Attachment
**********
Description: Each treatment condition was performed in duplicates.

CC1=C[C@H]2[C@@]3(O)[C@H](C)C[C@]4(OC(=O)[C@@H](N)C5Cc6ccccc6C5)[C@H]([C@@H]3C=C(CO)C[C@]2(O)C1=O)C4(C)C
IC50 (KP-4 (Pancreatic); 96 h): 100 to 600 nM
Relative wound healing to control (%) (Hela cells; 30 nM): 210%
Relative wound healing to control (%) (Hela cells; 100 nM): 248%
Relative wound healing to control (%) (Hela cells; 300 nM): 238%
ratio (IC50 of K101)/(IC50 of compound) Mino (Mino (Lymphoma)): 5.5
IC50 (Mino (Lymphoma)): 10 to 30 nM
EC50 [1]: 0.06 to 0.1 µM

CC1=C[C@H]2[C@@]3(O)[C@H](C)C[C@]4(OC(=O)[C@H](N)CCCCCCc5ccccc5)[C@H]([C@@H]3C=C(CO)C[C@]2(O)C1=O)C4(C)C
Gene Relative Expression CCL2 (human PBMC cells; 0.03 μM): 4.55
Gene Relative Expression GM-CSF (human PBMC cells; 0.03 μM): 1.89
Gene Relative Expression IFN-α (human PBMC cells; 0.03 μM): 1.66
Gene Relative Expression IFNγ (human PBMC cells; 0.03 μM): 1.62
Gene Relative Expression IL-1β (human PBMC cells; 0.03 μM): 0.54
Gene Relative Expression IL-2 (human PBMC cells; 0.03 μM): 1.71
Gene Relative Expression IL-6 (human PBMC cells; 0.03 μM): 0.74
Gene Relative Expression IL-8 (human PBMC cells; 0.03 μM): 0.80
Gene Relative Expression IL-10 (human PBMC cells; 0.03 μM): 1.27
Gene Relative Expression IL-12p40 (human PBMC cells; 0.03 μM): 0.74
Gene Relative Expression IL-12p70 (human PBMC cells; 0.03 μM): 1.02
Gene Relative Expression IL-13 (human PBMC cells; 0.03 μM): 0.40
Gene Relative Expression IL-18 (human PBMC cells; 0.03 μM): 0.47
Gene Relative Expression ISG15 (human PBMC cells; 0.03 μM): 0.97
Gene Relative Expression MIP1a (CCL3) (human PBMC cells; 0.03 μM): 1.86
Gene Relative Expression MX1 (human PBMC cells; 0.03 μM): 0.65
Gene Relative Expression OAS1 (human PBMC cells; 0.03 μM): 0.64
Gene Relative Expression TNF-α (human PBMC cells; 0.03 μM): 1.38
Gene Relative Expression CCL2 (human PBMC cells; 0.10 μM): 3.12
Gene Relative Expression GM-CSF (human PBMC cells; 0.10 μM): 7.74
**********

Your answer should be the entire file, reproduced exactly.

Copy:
Description: Each treatment condition was performed in duplicates.

CC1=C[C@H]2[C@@]3(O)[C@H](C)C[C@]4(OC(=O)[C@@H](N)C5Cc6ccccc6C5)[C@H]([C@@H]3C=C(CO)C[C@]2(O)C1=O)C4(C)C
IC50 (KP-4 (Pancreatic); 96 h): 100 to 600 nM
Relative wound healing to control (%) (Hela cells; 30 nM): 210%
Relative wound healing to control (%) (Hela cells; 100 nM): 248%
Relative wound healing to control (%) (Hela cells; 300 nM): 238%
ratio (IC50 of K101)/(IC50 of compound) Mino (Mino (Lymphoma)): 5.5
IC50 (Mino (Lymphoma)): 10 to 30 nM
EC50 [1]: 0.06 to 0.1 µM

CC1=C[C@H]2[C@@]3(O)[C@H](C)C[C@]4(OC(=O)[C@H](N)CCCCCCc5ccccc5)[C@H]([C@@H]3C=C(CO)C[C@]2(O)C1=O)C4(C)C
Gene Relative Expression CCL2 (human PBMC cells; 0.03 μM): 4.55
Gene Relative Expression GM-CSF (human PBMC cells; 0.03 μM): 1.89
Gene Relative Expression IFN-α (human PBMC cells; 0.03 μM): 1.66
Gene Relative Expression IFNγ (human PBMC cells; 0.03 μM): 1.62
Gene Relative Expression IL-1β (human PBMC cells; 0.03 μM): 0.54
Gene Relative Expression IL-2 (human PBMC cells; 0.03 μM): 1.71
Gene Relative Expression IL-6 (human PBMC cells; 0.03 μM): 0.74
Gene Relative Expression IL-8 (human PBMC cells; 0.03 μM): 0.80
Gene Relative Expression IL-10 (human PBMC cells; 0.03 μM): 1.27
Gene Relative Expression IL-12p40 (human PBMC cells; 0.03 μM): 0.74
Gene Relative Expression IL-12p70 (human PBMC cells; 0.03 μM): 1.02
Gene Relative Expression IL-13 (human PBMC cells; 0.03 μM): 0.40
Gene Relative Expression IL-18 (human PBMC cells; 0.03 μM): 0.47
Gene Relative Expression ISG15 (human PBMC cells; 0.03 μM): 0.97
Gene Relative Expression MIP1a (CCL3) (human PBMC cells; 0.03 μM): 1.86
Gene Relative Expression MX1 (human PBMC cells; 0.03 μM): 0.65
Gene Relative Expression OAS1 (human PBMC cells; 0.03 μM): 0.64
Gene Relative Expression TNF-α (human PBMC cells; 0.03 μM): 1.38
Gene Relative Expression CCL2 (human PBMC cells; 0.10 μM): 3.12
Gene Relative Expression GM-CSF (human PBMC cells; 0.10 μM): 7.74